By Mahima Devkota, Kathmandu, Jan. 22: Exposure to air pollution for a long time not only causes chronic respiratory diseases but also makes people more susceptible to COVID-19 infection.
Both the experts in the field and researchers conducted on the issue recently have pointed out that the longer you are exposed to air pollution the more chances you have to get infected with the SARS-CoV-2.
As per the United Kingdom’s Office for National Statistics (ONS) of England, researchers found that long-term exposure to the air measuring more than PM2.5 could increase the risk of contracting and dying from COVID-19 by up to 7 percent.
A study report of the Harvard T.H. Chan School of Public Health points out that breathing in more polluted air over many years may itself worsen the effects of COVID-19.
In addition, a report published in Science Advances publication of November 4, 2020, showed an association between air pollution over many years with an 11% increase in mortality from COVID-19 infection for every 1 microgram/cubic meter increase in air pollution.
Dr. Rabindra Pandey, the public health expert, said, “Poor quality of air that we are breathing in goes directly to the lungs. Through our lungs, it will cause major damage, increasing the risk of chronic respiratory diseases such as lung cancer, obstructive chronic pulmonary diseases, asthma, pneumonia and others.”
Pointing out that there is the prevalence of unhealthy air quality with PM 2.5 in major cities of the country and that Nepalis have been exposed to prolonged bad air quality, Dr. Pandey added that this exacerbates pre-conditions and in the case of COVID-19 patients, it has been observed that those who will be more at severe risk of developing COVID-19 infection are those with preconditions.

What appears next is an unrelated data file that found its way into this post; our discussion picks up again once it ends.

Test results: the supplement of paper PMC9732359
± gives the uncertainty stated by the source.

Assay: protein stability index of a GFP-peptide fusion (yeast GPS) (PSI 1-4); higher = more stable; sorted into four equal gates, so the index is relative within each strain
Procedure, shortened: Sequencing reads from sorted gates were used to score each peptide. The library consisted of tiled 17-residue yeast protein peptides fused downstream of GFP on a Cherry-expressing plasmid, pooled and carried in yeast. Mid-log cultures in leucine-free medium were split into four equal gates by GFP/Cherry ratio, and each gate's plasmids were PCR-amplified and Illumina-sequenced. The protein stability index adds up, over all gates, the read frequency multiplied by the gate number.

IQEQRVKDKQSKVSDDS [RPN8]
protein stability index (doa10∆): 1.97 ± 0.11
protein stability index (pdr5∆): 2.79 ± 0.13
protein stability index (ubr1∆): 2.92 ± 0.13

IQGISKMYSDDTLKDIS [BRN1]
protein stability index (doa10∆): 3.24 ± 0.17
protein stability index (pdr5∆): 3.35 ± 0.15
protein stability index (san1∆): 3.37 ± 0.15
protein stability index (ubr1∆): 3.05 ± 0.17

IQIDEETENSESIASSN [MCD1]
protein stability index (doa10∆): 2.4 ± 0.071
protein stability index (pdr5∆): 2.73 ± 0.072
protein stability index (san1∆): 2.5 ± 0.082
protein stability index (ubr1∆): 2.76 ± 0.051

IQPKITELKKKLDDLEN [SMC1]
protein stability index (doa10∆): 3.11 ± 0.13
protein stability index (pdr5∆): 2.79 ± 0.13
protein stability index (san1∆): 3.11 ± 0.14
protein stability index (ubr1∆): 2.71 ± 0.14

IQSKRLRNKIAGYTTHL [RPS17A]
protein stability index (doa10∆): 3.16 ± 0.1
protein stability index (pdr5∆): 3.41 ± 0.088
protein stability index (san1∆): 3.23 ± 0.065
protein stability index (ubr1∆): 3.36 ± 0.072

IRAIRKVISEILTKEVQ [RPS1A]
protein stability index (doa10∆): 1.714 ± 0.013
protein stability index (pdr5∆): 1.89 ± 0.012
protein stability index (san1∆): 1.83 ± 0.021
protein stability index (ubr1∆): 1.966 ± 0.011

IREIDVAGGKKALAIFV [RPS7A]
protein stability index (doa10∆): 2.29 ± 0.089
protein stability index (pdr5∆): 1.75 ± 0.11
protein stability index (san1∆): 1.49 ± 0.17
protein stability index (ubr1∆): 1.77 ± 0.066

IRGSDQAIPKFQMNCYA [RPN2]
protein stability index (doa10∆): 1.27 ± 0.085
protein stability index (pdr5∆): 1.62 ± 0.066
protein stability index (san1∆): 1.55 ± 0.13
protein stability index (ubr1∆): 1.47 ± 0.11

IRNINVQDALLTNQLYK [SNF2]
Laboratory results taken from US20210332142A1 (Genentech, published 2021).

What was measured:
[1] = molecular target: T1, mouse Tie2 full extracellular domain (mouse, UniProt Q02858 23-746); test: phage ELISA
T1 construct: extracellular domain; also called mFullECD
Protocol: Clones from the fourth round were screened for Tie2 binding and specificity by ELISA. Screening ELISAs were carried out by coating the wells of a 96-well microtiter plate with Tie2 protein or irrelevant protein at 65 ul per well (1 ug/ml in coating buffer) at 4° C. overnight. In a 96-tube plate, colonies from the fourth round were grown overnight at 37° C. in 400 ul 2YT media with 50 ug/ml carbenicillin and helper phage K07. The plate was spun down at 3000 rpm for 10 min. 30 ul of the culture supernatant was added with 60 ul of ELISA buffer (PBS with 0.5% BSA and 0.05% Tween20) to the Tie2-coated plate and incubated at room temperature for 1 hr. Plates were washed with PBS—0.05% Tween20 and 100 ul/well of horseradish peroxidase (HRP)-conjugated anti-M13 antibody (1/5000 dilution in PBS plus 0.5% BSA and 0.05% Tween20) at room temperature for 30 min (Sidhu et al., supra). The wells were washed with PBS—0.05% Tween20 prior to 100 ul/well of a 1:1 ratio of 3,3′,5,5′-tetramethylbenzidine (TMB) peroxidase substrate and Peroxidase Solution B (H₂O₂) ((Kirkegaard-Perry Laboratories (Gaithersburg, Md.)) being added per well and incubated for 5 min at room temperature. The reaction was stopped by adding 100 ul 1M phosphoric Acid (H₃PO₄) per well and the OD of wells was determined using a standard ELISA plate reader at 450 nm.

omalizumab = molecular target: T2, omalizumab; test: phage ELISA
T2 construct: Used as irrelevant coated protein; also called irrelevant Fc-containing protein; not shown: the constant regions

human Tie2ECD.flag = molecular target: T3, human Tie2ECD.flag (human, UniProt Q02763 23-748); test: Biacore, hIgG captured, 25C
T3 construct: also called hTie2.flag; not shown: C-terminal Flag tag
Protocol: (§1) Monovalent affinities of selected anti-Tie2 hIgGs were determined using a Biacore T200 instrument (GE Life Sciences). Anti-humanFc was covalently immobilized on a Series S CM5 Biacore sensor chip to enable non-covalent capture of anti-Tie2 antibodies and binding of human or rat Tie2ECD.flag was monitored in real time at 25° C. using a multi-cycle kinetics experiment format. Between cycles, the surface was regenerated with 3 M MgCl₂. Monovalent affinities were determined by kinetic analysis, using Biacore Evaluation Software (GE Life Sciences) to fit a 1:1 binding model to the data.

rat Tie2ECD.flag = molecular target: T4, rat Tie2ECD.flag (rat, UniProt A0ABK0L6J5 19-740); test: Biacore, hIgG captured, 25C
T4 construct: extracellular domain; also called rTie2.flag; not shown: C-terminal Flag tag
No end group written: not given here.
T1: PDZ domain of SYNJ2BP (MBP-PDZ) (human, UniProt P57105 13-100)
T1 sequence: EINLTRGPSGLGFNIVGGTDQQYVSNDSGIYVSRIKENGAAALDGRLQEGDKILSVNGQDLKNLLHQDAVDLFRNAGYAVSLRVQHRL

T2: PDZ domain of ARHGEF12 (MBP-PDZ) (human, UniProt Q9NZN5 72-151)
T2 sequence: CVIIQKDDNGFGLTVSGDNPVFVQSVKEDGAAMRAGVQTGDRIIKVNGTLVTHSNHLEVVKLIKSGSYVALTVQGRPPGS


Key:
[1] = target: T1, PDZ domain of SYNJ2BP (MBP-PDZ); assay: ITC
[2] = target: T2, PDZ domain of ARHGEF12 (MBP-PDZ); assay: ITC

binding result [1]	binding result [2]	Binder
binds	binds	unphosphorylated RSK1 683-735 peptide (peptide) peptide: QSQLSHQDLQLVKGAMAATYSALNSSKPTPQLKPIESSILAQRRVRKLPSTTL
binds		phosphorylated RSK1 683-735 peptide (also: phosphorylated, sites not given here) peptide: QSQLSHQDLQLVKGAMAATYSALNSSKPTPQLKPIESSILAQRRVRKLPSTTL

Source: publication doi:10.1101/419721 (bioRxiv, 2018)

This, in turn, will make patients, the population, more vulnerable to the disease, plus to the severity of developing a more serious illness which obstructs the recovery process and increases chances of contraction and reoccurrence of COVID-19 infection as well, he added.
Dr. Pandey said, “Pollution attacks the lungs causing cough, cold, and infection. Similarly, the SARS-CoV-2 also attacks lungs causing dry cough, infection and difficulty in breathing.”
If both COVID-19 infection and the pollution occurs concurrently then it makes even more difficult for the lungs to supply oxygen in the body which leads to casualties and delay in recoveries from COVID-19, said Dr. Pandey.
Dr. Richa Nepal, Internal Medicine at Sukraraj Tropical and Infectious Disease Hospital, said that air pollution exposure can dysregulate human response and make people susceptible to infections. In response to exposure to air pollution, angiotensin-converting enzyme 2 will increase, which is a receptor for severe acute respiratory syndrome coronavirus 2 (SARS-CoV-2).
Pointing out the hazardous Air Quality Index of the country, Dr. Nepal said that air pollution can facilitate SARS-CoV-2 spread by increasing the transmission, and potentially, SARS-CoV-2 can survive longer when attached to air pollutants.
Indu Bikram Joshi, deputy director-general of the Department of Environment, said, “Fine particulate matter (PM 2.5 ) particles is an air pollutant that directly affects the lungs which then brings respiratory infection, which will directly or indirectly serve as an agent for getting COVID-19 infection.”
He added that those who are having a weak immune system and have prior lung conditions will, unfortunately, have to bear the consequence if found careless about the matter.